Why de­mon­eti­sa­tion alone can­not suck out black money from prop­erty mar­ket

WHAT NEXT? Ra­tio­nal­is­ing tax struc­ture, stamp du­ties can be per­ma­nent so­lu­tions

Hindustan Times (Chandigarh) - Estates - - FRONT PAGE - Van­dana Ram­nani van­dana.ram­nani@hin­dus­tan­times.com

It has been nearly two months since the de­mon­eti­sa­tion drive hit the real es­tate sec­tor, hith-erto con­sid­ered a safe haven to park black money. While the move is am­bi­tious, ex­perts say the note ban is merely the be­gin­ning and not an end of the war on un­ac­counted-for in­come. It is also not a per­ma­nent mea­sure to en­sure that ill-got­ten funds will not find their way back into the sys­tem.

A per­ma­nent so­lu­tion in­volves ra­tio­nal­is­ing the tax struc­ture and stamp du­ties.

“The note ban is a fu­tur­is­tic step rather than a ret­ro­spec­tive mea­sure. The gov­ern­ment­ment needs to en­sure that cir­cle rates re­flect the mar­ket re­al­ity and are re­vised fre­quently. Cir­cle rates should evolve as per ac­tual mar­ket prices. Long gaps in re­vi­sion kill the ob­jec­tive of cir­cle rates. Prop­erty mar­kets should not fol­low cir­cle rates. Rather, cir­cle rates should re­flect mar­ket rates,” says Sa­man­tak Das, chief econ­o­mist and na­tional di­rec­tor - re­search, Knight Frank (In­dia) Pvt Ltd.

Over the years price volatil- ity has not had much im­pact on cir­cle rates, which have never shown any dras­tic changes. Das sug­gests that state gov­ern­ments set up a ma­chin­ery to un­der­stand the mar­ket bet­ter, go for fre­quent re­vi­sions of cir­cle rates to en­sure that buy­ers and sellers pay stamp du­ties and the ex­che­quer gets rev­enues.

Mea­sures in iso­la­tion can­not work. In­cen­tives should be given to peo­ple who pay in white and reg­is­ter prop­er­ties. If the cir­cle rate is ` 5,000 per sq ft and the mar­ket rate is ` 7,000 per sq ft, most peo­ple pay ` 3,000 per sq ft in black to save on reg­is­tra­tion costs (cal­cu­lated on the ba­sis of prop­erty price paid). “A more ro­bust, real-time sys- tem is the need of the hour. Cir­cle rates or guide­line val­ues should be re­flected in the real es­tate val­ues. The gov­ern­ment needs to ar­rive at a ro­bust sys­tem. It could en­gage with the Na­tional Hous­ing Bank to cap­ture mar­ket data to work out an en­abling reg­u­la­tory frame­work,” says Anckur Srivasttava of GenReal Ad­vis­ers.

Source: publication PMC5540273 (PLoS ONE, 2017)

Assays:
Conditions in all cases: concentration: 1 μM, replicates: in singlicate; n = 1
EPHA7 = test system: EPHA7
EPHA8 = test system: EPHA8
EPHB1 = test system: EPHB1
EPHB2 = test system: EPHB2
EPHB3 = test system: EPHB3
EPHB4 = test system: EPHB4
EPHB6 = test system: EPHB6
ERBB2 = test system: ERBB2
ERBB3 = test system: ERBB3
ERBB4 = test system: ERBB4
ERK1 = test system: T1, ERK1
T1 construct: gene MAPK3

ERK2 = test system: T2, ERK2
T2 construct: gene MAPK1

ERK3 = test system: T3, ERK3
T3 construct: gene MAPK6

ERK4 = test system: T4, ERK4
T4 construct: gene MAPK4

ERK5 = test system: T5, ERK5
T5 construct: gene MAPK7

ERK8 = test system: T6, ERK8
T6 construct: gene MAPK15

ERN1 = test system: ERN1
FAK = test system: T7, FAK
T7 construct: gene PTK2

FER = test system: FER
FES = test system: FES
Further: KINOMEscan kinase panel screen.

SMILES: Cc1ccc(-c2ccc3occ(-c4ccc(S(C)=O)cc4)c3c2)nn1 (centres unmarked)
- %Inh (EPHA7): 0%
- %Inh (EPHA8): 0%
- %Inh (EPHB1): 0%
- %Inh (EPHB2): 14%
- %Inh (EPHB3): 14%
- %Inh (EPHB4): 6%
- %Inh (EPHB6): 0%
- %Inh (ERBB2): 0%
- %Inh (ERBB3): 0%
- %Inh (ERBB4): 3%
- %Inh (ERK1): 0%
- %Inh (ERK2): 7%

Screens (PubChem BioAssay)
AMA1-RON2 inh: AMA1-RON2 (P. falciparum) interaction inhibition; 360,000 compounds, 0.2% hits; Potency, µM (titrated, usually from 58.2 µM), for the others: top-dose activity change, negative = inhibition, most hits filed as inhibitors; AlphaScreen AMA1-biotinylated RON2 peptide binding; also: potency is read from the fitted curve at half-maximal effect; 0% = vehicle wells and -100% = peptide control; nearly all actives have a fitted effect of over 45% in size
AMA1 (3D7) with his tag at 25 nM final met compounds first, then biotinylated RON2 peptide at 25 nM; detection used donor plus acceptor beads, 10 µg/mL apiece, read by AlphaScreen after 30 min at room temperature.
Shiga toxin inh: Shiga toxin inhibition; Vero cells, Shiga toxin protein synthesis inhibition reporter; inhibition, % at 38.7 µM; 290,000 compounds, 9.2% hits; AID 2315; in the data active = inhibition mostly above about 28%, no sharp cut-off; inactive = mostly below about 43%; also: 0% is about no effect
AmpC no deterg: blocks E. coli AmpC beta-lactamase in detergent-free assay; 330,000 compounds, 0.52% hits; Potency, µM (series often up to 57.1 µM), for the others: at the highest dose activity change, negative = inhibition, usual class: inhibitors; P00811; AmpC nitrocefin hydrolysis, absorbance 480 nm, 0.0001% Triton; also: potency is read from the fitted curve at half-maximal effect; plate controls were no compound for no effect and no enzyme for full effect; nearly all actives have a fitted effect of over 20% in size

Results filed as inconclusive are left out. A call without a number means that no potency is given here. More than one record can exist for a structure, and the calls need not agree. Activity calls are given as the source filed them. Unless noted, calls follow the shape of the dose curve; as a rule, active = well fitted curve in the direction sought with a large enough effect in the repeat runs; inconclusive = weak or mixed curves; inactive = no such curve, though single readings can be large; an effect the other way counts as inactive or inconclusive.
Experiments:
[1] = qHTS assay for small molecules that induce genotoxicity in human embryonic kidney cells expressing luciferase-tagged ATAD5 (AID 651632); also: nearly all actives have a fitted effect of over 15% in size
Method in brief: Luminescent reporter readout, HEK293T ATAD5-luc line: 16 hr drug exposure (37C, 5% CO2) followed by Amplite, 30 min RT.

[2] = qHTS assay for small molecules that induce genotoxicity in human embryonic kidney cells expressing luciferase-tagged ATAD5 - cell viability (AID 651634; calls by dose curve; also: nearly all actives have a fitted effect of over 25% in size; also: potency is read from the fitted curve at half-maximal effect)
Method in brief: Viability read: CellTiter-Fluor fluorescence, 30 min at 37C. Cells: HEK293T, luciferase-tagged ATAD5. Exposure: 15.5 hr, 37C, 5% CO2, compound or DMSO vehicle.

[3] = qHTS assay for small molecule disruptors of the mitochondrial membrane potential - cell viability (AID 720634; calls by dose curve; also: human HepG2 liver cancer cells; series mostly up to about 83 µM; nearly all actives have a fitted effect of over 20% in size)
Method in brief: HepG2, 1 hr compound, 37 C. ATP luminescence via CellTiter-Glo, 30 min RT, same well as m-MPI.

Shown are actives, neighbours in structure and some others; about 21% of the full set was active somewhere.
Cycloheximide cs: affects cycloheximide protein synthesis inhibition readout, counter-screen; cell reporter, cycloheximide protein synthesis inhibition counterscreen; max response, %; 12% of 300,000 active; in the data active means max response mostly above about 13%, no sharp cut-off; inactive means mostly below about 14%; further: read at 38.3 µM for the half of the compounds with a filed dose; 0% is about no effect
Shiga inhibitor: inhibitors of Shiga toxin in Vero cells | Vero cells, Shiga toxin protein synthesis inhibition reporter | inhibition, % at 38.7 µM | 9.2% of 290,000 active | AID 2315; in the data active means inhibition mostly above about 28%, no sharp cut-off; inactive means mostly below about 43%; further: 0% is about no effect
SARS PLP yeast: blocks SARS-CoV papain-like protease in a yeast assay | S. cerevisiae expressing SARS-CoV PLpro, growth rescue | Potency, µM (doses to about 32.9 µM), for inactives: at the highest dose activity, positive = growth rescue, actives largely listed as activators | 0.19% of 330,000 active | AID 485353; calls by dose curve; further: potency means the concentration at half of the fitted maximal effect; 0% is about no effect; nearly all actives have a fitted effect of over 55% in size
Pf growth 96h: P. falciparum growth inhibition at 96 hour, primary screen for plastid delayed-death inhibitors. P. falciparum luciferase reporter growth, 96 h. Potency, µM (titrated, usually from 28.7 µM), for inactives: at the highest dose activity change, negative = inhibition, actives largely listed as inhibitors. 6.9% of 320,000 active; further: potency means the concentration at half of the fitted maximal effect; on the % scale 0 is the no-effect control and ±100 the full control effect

A re­port ti­tled Cur­rency De­mon­eti­sa­tion: Short Term Pain, Long Ter m Gain by As­socham, says that de­mon­eti­sa­tion will wipe out the stock of ill-got­ten wealth held in cash, while do­ing lit­tle about the wealth that has been con­verted to as­sets such as land and gold.

Fur­ther, it does not pre­vent the fu­ture build-up of black money. De­mon­eti­sa­tion might be ef­fec­tive, no doubt, but it is a blunt in­stru­ment. By in­val­i­dat­ing ex­ist­ing high de­nom­i­na­tion notes, it ad­dresses the stock of black money but does lit­tle to ad­dress fu­ture flows of black money (which may ac­crue in the new cur­rency notes). Elim­i­nat­ing such flows will re­quire fur­ther re­forms.

“Low­er­ing stamp taxes on prop­erty trans­ac­tions would in­cen­tivise the lower lev­els of eva­sion associated with such trans­ac­tions. Fur­ther, elec­tronic reg­is­tra­tion of real es­tate trans­ac­tions (and rereg­is­tra­tion of ex­ist­ing own­er­ship claims) to match in­di­vid­ual iden­ti­fi­ca­tion num­bers will go a good dis­tance in min­imis­ing the chan­nelling of cor­rupt earn­ings into real es­tate,” says the re­port.

The gov­ern­ment needs to ar­rive at a ro­bust sys­tem. It could en­gage with the Na­tional Hous­ing Bank to cap­ture mar­ket data to work out an en­abling reg­u­la­tory frame­work ANCKUR SRIVASTTAVA, GenReal Ad­vis­ers

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